Day Fifty Five
Today I had to call in a favor. Last month, I went to hike an old Indian Trail that goes between Indian Wells and La Quinta. I was unable to complete the hike due to obstructions called gated communities. Through a personal connection I was able to gain access and go on my hike. Don't ask for the number, though. The homeowners association would probably have a fit if a bunch of hikers came traipsing through their private community. Hikers are sweaty, have dirt of their bodies and might wear shirts without collars. I had to pretend I wasn't a hiker. I told them my name was Biff.
You park near this cave in the side of the mountain. Its location is top secret.
I hike behind the homes until I come to the location of the trail
It is marked with this sign. I'm glad the sign is still here. There was a rock that had a bedrock mortar in it years ago but it is now gone, the victim of development. Hopefully, it's in the Historical Society Museum and not some dude's backyard.
The trail rises sharply and steeply. Actually, there are two trails which intermingle as they go up the hill. One is the original Indian Trail and the other, a reworking of it to make it not so steep. Personally, I prefer the steep trail. Those Indian Trails were no nonsense.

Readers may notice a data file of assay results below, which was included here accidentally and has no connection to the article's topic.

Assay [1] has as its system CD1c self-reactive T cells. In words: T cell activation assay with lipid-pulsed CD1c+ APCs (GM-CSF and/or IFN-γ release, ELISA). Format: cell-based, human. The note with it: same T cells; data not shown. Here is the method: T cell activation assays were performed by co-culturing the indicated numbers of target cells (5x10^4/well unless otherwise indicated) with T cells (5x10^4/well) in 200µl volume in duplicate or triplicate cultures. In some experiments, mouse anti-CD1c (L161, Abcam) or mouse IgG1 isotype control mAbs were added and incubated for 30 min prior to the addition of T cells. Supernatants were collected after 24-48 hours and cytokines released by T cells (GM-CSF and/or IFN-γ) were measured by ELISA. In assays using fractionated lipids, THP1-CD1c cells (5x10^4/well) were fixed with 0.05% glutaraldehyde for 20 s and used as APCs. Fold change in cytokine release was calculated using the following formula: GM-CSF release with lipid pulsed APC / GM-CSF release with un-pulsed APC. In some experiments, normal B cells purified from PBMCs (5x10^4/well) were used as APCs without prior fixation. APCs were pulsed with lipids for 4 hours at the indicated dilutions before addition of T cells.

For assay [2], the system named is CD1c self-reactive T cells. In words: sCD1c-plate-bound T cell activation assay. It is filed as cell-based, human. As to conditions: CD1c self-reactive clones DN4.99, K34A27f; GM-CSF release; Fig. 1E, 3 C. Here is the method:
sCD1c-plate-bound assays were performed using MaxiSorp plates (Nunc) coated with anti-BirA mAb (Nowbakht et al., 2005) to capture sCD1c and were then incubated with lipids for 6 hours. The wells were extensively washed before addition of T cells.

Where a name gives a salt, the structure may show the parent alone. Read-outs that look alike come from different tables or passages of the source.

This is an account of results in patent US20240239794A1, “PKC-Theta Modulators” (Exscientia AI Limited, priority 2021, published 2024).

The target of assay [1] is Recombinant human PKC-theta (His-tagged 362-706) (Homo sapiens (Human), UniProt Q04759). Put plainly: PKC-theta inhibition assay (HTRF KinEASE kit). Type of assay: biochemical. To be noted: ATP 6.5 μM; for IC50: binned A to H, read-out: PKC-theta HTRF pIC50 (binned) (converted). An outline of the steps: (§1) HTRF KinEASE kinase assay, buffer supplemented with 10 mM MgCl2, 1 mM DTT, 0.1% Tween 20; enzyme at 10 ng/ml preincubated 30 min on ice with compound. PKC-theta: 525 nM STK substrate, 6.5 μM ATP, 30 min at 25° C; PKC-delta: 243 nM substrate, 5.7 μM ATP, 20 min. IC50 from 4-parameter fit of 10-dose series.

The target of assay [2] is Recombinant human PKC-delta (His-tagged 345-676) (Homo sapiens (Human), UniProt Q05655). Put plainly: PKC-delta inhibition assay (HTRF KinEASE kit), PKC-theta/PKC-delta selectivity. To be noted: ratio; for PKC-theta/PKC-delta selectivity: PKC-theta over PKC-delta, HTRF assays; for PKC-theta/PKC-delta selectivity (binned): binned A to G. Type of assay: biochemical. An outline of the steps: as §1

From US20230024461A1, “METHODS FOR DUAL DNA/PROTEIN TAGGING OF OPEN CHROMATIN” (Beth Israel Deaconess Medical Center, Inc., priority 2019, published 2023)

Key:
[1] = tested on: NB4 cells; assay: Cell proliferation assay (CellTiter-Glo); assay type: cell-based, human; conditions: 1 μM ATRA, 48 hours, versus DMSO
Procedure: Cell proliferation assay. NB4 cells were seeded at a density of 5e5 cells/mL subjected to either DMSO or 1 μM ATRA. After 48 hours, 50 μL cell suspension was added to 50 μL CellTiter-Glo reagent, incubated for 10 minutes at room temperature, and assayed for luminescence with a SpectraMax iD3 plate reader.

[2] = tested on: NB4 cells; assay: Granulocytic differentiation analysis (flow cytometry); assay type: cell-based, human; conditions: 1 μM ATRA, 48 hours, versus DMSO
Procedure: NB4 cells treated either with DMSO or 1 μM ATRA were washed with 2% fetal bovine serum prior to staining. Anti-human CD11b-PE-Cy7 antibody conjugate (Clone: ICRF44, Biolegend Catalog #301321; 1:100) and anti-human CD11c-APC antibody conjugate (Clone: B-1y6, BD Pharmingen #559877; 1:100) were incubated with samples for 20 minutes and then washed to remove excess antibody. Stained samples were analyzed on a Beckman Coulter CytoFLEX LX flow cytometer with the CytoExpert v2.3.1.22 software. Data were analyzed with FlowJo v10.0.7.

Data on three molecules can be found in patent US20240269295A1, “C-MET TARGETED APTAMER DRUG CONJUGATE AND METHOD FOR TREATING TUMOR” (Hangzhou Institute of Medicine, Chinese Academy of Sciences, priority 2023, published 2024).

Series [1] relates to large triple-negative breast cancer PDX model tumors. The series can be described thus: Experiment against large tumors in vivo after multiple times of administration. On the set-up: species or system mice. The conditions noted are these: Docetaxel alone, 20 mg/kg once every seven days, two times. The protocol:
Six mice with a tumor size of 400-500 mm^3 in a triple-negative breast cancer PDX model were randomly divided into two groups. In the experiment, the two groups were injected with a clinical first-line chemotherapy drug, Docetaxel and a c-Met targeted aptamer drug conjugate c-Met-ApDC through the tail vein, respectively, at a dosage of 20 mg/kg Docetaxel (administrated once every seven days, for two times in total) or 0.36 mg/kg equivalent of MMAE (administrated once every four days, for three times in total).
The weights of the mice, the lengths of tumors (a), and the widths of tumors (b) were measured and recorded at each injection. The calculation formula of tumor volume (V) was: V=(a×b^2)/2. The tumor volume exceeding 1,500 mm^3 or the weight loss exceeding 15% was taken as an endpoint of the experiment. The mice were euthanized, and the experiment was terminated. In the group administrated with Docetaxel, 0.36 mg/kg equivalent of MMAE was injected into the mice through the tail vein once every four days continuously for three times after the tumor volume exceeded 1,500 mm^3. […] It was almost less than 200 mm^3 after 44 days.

At the top of the trail there are two good size trail monuments.
Looking down into Indian Wells.
I get to the bottom near the golf course and decide to look around for any signs of Indian inhabitation, like bedrock mortars or pot sherds. I know the Cahuilla had a village site at the base of this trail but the remnants of it are probably under the golf course. However, the golf course has a nice little monument to the Indians, the Indians of the Pacific Northwest, that is.
While scouting around I see an area that's not been developed, which seems weird, and walk around there a bit. I quickly notice this huge rock monument. It must be over seven feet tall. I can't be sure but it looks like something the Indians may have built. I'll have to check with the city, maybe someone there knows. It would explain why this land was never developed.
This arrow shaped rock on the top of the monument is a nice touch.
There is also a large rock circle on the ground which often signifies a grave site.
And up on the hill, I spot this hunting blind.
Unfortunately, I didn't call my friend who lives in this country club and so I don't have permission to be here today. I'm going to high tail it back to La Quinta before the golf ranger comes and throws me out. But if anyone reported somebody walking around the golf course today, just remember: the name is Biff.